California Mayor Loses His Mute Button
If you've ever subjected yourself to the verbal vomit stream that a public comment period at a city council meeting can be, you have to feel for Carson, California, Mayor Jim Dear. The mayor, in what's been seen as an abuse of power, has been using a mute button to cut off public speakers when they go past their allotted time, as well as to quiet members of his own city council.
More than two years after complaints about Dear's use of the mute button made their way up to the district attorney's office, the mayor's muting looks to be coming to an end. City council members voted 3 to 1 this week to remove the mute button, effectively disarming Dear from censoring the public during what are supposed to be open comment periods. Dear claims that many other cities in Los Angeles County also use a mute button, but the district attorney's office says it hasn't heard of any other mayors or council members with such volume control. The office advised Dear to stop using the mute button in 2010, but that advice was ignored.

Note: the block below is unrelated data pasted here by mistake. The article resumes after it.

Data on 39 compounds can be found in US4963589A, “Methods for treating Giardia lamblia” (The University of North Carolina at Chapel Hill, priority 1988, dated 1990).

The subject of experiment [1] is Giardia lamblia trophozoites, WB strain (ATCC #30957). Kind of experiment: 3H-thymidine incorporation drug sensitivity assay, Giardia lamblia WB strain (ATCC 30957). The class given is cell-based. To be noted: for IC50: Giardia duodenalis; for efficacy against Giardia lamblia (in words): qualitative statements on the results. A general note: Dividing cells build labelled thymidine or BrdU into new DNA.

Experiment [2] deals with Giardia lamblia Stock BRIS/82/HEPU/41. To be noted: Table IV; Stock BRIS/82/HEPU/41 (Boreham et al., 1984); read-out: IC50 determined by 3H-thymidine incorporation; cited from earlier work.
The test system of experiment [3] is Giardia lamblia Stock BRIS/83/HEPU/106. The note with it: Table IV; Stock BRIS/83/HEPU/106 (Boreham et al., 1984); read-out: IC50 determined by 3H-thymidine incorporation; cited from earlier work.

Many in Carson, including members of the city council, have repeatedly expressed concerns that the mayor was violating the Ralph M. Brown Act, the open meeting law that requires a public comment period during hearings and city council meetings.
But according to this breakdown of the act [PDF], it seems that there may be some leeway in the interpretation of the limits of those public comment periods.
So long as the body acts fairly with respect to the interest of the public and competing factions, it has great discretion in regulating the time and manner, as distinguished from the content, of testimony by interested members of the public.
The public comment period is undoubtedly a crucial element of democracy at the local level. And while it's hard to condone Dear's use of the mute button, it also raises the question of when public comments can go too far off topic and become a hindrance to the process. The mute button is now being removed from council chambers in Carson, giving public commenters a little more freedom and the mayor a little less control.
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